Even as the coronavirus pandemic upended the higher education world, student housing developers are pushing ahead to bring new beds to universities all over the nation.
As of April, about 41,000 student housing beds were in the pipeline and set to deliver by Fall 2020. That number is slightly below the 2019 delivery total but in line with the average volume since the development cycle began in 2011.
Of the over 400 projects in the works at the core 175 universities tracked by RealPage, the average size is about 455 beds.
More than a third of this year’s new supply is scheduled to deliver at 15 schools around the nation. At each of those universities, more than 1,000 new beds are scheduled to come online by the Fall.
Arizona State University is set to gain 2,302 new beds this Fall in four new off-campus projects. This marks the largest one-year increase in new, off-campus beds on record at ASU since 2009. ASU didn’t receive any new supply in 2019, and about 800 new beds in both 2017 and 2018. In total, developers brought about 4,700 new beds to ASU since 2011.
The University of Florida will get 2,275 new beds as four projects are set to complete this Fall, which would grow this cycle’s deliveries by about 40%. The school has seen new off-campus supply every year since 2014, though 2020’s rate is the highest on record for the Gainesville university.
Utah Valley University is the only other school set to see more than 2,000 beds deliver in the Fall as two massive 1,000-bed projects will be delivered at the Orem school. This year marks only the second year since 2011 in which Utah Valley has received new beds. About 400 beds came online in 2017.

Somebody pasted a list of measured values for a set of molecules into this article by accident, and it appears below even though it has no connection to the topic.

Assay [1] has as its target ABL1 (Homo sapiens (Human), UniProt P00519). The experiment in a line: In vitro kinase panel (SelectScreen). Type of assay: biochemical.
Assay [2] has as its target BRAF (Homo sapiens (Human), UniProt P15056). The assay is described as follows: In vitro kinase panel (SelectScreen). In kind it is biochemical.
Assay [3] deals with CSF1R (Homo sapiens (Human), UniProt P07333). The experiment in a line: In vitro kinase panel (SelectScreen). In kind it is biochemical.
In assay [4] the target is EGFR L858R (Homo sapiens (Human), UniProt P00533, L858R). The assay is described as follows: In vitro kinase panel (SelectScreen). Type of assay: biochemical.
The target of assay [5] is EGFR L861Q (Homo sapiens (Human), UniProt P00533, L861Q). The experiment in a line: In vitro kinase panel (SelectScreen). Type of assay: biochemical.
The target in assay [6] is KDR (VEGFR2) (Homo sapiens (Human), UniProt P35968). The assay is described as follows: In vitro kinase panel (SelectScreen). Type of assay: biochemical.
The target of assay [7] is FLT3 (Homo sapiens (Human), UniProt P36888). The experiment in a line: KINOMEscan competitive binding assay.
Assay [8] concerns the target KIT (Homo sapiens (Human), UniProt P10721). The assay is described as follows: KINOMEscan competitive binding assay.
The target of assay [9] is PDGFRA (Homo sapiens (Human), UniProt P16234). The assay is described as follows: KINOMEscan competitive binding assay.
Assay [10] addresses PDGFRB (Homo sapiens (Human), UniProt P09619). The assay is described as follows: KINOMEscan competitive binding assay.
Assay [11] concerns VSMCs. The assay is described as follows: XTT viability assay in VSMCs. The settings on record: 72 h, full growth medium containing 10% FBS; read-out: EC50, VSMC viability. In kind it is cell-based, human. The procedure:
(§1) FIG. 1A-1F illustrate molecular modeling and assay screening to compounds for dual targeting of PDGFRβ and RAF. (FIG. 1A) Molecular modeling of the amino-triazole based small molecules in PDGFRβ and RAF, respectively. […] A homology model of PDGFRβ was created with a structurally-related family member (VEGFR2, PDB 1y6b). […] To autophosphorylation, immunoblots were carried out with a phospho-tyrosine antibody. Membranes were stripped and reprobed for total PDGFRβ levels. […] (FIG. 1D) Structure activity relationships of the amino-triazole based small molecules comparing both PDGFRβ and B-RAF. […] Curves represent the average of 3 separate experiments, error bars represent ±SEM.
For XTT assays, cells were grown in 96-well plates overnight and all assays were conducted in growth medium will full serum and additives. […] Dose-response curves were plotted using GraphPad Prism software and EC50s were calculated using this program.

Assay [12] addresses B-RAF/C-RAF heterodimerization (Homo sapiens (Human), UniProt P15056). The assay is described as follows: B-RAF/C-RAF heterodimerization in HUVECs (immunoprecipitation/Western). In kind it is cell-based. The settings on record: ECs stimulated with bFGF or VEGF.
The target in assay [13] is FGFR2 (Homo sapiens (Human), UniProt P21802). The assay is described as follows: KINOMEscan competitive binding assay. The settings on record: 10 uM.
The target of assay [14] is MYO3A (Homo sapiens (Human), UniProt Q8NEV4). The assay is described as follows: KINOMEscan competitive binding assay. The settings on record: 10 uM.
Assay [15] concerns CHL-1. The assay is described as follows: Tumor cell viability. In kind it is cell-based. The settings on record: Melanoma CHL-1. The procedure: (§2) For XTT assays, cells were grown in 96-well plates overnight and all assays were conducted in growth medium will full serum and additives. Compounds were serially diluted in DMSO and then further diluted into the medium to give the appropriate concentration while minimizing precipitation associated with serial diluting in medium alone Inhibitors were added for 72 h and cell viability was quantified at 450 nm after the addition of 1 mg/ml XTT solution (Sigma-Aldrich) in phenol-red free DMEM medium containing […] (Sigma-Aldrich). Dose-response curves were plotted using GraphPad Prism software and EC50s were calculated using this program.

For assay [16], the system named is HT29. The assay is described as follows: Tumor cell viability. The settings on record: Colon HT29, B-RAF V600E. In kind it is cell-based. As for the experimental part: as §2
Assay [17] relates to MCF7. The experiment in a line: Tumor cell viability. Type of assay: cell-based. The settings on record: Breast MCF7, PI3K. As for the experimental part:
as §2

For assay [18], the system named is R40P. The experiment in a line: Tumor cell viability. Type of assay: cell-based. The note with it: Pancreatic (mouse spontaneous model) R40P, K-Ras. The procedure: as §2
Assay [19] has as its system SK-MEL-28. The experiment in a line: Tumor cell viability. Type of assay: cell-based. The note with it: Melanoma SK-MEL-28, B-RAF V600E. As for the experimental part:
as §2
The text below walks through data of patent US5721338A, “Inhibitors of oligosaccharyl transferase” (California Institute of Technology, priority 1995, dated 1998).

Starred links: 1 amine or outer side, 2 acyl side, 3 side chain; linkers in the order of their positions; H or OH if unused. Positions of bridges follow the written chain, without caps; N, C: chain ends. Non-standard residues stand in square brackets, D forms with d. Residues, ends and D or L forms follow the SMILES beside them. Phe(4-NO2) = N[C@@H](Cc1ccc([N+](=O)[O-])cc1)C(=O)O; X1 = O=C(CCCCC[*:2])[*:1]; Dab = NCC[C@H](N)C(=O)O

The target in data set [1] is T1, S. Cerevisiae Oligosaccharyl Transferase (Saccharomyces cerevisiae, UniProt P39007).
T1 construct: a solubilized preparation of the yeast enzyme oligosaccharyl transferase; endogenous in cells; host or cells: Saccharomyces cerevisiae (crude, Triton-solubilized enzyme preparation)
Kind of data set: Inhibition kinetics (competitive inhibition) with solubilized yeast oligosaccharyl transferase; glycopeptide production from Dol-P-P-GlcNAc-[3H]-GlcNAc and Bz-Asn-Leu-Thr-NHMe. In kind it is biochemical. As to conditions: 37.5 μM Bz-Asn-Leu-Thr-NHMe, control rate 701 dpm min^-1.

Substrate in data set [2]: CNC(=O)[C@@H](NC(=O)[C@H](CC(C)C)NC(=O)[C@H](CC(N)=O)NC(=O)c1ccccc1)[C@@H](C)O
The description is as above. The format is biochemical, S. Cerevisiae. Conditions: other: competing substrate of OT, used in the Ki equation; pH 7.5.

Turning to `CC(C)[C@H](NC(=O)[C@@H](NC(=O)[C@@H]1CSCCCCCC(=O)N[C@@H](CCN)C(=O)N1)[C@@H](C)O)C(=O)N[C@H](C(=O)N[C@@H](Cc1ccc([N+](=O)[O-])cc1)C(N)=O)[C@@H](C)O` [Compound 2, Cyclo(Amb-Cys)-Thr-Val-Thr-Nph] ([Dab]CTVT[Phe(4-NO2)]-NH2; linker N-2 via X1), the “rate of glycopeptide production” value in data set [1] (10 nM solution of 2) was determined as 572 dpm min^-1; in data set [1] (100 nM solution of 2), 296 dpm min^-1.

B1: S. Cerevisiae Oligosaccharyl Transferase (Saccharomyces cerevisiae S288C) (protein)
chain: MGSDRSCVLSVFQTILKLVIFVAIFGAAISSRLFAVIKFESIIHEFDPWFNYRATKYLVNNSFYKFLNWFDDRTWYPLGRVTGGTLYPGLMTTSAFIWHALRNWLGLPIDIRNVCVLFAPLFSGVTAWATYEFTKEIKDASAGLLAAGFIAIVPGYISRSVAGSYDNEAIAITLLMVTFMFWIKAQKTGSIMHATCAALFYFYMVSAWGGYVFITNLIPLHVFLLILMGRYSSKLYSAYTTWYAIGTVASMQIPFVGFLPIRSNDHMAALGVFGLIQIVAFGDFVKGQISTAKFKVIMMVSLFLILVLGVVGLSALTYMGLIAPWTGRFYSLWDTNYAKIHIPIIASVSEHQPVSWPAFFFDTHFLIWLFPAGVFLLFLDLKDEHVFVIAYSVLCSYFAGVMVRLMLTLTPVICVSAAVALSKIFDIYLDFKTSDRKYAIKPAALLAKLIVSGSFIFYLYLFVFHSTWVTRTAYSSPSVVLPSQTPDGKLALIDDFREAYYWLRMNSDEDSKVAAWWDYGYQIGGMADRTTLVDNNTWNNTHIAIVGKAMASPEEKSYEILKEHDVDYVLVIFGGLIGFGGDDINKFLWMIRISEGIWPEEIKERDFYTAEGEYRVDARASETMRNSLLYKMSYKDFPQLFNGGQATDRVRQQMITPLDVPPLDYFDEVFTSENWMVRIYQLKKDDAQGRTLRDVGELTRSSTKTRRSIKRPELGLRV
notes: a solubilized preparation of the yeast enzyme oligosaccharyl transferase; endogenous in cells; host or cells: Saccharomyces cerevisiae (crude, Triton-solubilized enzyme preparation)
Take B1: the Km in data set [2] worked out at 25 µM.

In looking for other similarities between these 15 universities, it’s obvious that healthy enrollment growth is playing a role in developer decisions to build. At schools like Utah Valley and ASU, enrollment has grown significantly in the last few years. At virtually all of these 15 schools, enrollment has maintained steady growth throughout this economic cycle.
At some of these schools, such as at Kennesaw State, Rutgers University – New Brunswick, Texas State and Penn State, enrollment has been less consistent. Ups and downs in enrollment year-to-year at these universities has resulted in either modest growth or flat enrollment figures.
Noticeably absent from 2020’s development leaders are last year’s supply leader, Purdue University, as well as Texas A&M University and Florida State University, which have led for new supply this cycle. At Purdue, work has scaled back since the university received roughly 2,200 new beds in 2019. Only 100 new beds are scheduled for delivery over the next few months at the Indianapolis campus.
Developers are taking a breather after delivering about 17,500 beds at Texas A&M since 2011.
At Florida State, only 600 beds are on tap for 2020. The university has already received 12,800 new beds since 2011.
Of the RealPage 175, only about 35% of schools are forecasted to receive new off-campus beds in Fall 2020.